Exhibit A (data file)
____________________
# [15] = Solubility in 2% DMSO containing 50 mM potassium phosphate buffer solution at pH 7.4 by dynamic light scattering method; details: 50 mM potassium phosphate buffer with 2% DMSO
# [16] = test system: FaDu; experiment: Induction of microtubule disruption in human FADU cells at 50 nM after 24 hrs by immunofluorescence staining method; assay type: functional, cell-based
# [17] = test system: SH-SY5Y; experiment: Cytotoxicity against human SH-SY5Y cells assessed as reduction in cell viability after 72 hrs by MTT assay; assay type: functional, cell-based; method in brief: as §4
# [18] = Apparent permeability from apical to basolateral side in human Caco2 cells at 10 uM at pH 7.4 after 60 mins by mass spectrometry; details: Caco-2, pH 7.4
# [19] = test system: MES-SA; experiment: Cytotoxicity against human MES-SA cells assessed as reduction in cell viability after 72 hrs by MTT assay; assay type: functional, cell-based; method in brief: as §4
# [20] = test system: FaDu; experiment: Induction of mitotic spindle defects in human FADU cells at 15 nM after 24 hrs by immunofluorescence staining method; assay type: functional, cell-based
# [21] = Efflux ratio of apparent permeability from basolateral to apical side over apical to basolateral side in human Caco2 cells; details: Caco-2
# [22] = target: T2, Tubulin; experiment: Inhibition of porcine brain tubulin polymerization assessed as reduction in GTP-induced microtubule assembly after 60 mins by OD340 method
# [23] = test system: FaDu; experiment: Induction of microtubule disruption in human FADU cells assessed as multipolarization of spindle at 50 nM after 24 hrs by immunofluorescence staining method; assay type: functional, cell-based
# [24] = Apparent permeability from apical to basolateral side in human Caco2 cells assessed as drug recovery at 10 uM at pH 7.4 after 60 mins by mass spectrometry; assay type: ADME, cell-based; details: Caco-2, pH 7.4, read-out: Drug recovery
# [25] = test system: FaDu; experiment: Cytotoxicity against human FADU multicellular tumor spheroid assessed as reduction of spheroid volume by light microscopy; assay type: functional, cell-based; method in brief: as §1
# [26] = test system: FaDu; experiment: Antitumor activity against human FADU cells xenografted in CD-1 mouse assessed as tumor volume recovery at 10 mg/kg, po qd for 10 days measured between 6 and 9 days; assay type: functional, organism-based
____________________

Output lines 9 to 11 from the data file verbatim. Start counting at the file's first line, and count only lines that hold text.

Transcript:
# [23] = test system: FaDu; experiment: Induction of microtubule disruption in human FADU cells assessed as multipolarization of spindle at 50 nM after 24 hrs by immunofluorescence staining method; assay type: functional, cell-based
# [24] = Apparent permeability from apical to basolateral side in human Caco2 cells assessed as drug recovery at 10 uM at pH 7.4 after 60 mins by mass spectrometry; assay type: ADME, cell-based; details: Caco-2, pH 7.4, read-out: Drug recovery
# [25] = test system: FaDu; experiment: Cytotoxicity against human FADU multicellular tumor spheroid assessed as reduction of spheroid volume by light microscopy; assay type: functional, cell-based; method in brief: as §1